Memories of old Thurcaston and Cropston

Leaders: Colin Hyde and Sylvia Cole

20 September 2022

Our first meeting of the autumn season was something a little different.  Instead of a speaker, we invited long-term residents of Thurcaston and Cropston to come and share their memories of life in the two villages.  It was lovely to see and hear from a good number of visitors in addition to our own members, which led to some lively discussions and one or two reunions between people who had not met for many decades.

The evening was led by our own Sylvia Cole, assisted by Colin Hyde from the East Midlands Oral History Archive.  Colin kicked off by playing a couple of recordings on the subject of healthcare and he asked what provision there was in our parish before the NHS.  The villages had no doctor but one who lived nearby could sometimes be persuaded to stop on his way home!  Those who contracted infectious diseases would isolate for several weeks at home or would go to a sanatorium at Markfield.  An infant welfare clinic was held each week in the Memorial Hall.  For mothers in childbirth, a midwife had to be fetched from Rothley, though up to the 1960s a Mrs Garner in Cropston could be called on to deliver babies or to lay out the dead.  When the Co-op in Thurcaston closed (where Tebbatt’s now is), villagers campaigned for it to become a surgery but were told there was already sufficient local provision.

Each village formerly had its own post office, where you could also buy some groceries.  In Cropston, meat was supplied by Bunny’s, who slaughtered their own cattle on site.  “Butch”, who worked there and also at the garage, was skilled at preparing any cut you wanted from the hanging carcasses but he gave up the business when hygiene rules were brought in.  It was not unknown to see him cycling back from Bradgate Park with a deer across his shoulders, while another character would tout pheasants and rabbits of dubious origin round the villages!

Many of our guests had been to school in Thurcaston and there was general agreement about which teachers were inspirational and which ones they hated.

Pupils – including those from Cropston – would walk home for lunch then return in the afternoon.  Later, lunches were delivered to the school in aluminium trays but they were not remembered fondly!  When numbers outgrew the Old School Rooms opposite the church, the Memorial Hall was used as an extra classroom until the new Richard Hill School was built.  The best students could win a scholarship to go to the grammar school at Quorn but most finished school at 14 or 15.  One option for the boys was then to move to an apprenticeship at the Rolls-Royce factory in Rothley.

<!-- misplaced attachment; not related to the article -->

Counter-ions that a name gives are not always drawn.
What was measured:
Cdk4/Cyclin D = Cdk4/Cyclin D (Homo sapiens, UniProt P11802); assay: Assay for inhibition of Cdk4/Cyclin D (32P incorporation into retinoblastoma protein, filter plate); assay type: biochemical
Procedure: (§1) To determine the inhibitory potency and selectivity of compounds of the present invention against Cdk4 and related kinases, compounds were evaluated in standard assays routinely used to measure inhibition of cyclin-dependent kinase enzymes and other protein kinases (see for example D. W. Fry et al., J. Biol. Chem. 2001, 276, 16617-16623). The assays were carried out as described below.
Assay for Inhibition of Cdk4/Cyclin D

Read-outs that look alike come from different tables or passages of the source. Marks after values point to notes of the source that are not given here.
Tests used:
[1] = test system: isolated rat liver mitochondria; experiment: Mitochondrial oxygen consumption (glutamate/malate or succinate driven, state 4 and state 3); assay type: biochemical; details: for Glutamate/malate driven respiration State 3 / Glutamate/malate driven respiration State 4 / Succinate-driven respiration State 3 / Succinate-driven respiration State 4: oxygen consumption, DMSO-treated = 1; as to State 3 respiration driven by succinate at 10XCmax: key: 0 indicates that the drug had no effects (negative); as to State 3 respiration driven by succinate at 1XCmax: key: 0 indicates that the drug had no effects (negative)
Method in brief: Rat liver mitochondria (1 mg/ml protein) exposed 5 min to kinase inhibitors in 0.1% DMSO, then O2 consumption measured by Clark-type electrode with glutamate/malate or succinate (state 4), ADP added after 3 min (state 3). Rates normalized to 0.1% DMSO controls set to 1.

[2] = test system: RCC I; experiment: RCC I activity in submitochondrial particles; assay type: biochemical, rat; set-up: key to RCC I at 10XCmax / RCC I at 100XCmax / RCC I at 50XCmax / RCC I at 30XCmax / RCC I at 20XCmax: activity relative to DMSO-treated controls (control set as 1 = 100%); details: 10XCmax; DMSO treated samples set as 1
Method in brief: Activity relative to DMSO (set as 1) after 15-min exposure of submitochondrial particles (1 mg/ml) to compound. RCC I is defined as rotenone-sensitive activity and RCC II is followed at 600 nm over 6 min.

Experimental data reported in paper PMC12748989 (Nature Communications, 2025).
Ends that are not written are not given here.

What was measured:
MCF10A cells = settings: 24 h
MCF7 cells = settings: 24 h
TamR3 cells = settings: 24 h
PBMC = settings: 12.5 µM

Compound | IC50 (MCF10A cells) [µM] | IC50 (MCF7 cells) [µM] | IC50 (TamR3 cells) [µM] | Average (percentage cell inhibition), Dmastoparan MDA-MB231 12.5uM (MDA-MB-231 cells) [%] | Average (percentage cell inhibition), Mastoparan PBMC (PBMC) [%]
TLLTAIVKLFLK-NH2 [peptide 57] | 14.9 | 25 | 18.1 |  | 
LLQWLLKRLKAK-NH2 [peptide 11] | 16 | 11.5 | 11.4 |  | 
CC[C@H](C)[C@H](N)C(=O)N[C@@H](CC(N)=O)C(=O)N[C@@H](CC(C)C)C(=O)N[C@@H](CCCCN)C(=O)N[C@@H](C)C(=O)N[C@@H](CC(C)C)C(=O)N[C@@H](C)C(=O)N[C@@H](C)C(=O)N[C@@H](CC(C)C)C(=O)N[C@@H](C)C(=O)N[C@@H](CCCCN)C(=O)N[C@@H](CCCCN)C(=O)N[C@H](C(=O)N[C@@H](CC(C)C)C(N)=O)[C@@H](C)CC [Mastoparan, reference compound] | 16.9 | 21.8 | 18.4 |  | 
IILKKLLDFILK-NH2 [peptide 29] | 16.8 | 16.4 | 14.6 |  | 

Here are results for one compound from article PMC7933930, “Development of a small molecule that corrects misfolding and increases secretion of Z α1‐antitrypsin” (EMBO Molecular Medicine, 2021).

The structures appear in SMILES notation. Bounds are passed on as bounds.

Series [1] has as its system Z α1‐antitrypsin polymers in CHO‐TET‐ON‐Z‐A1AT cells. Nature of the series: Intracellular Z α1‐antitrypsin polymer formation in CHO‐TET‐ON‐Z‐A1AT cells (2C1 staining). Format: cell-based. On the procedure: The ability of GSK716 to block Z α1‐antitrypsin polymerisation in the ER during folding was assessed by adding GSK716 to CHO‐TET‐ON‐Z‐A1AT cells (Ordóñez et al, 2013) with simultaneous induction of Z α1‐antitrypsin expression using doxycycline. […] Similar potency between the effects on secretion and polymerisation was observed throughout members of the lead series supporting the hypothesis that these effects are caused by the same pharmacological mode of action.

The various pubs provoked a lot of memories.  You could play “devil among the tailors” (a type of table skittles) at the now-vanished King William IV.  There was a mynah bird at the Wheatsheaf in the 1960s, while one landlord at the Reservoir Inn had a pet fox, which would sit on his shoulder.  He was not too particular about the drinking age, being willing to serve you in your scout uniform!  Freddy King, who cleared glasses at the Bradgate Arms, would steal sweets from Cropston Post Office to give to the barmaids, who, knowing they were stolen, would bring them back again.

There were also many memories of the youth club held in the Memorial Hall and of the various people who ran it.  The favoured spot for sledging was at Wallis’s Hollow, opposite the Wheatsheaf, but on a good run you had to jump off to avoid ending up in the brook.  People leaving the pub would join in the fun late into the evening.  The hill on Anstey Lane beyond the church used to be steeper so cars needed to be pushed up it in snowy weather.

Cropston was served by police from Anstey but Thurcaston had its own village policeman, who lived on Leicester Road.  One guest remembered receiving a visit from him after he was caught placing pennies on the railway track to be squashed flat by passing trains.

We heard of some rivalry between the villages – residents of Cropston were thought to look down on Thurcaston – and of a divide (not felt by everyone) according to whether you went to the church or to the chapel.  There is clearly much more to find out, including about the many local clubs and societies, and this event was much enjoyed so we hope to hold another one along similar lines in future.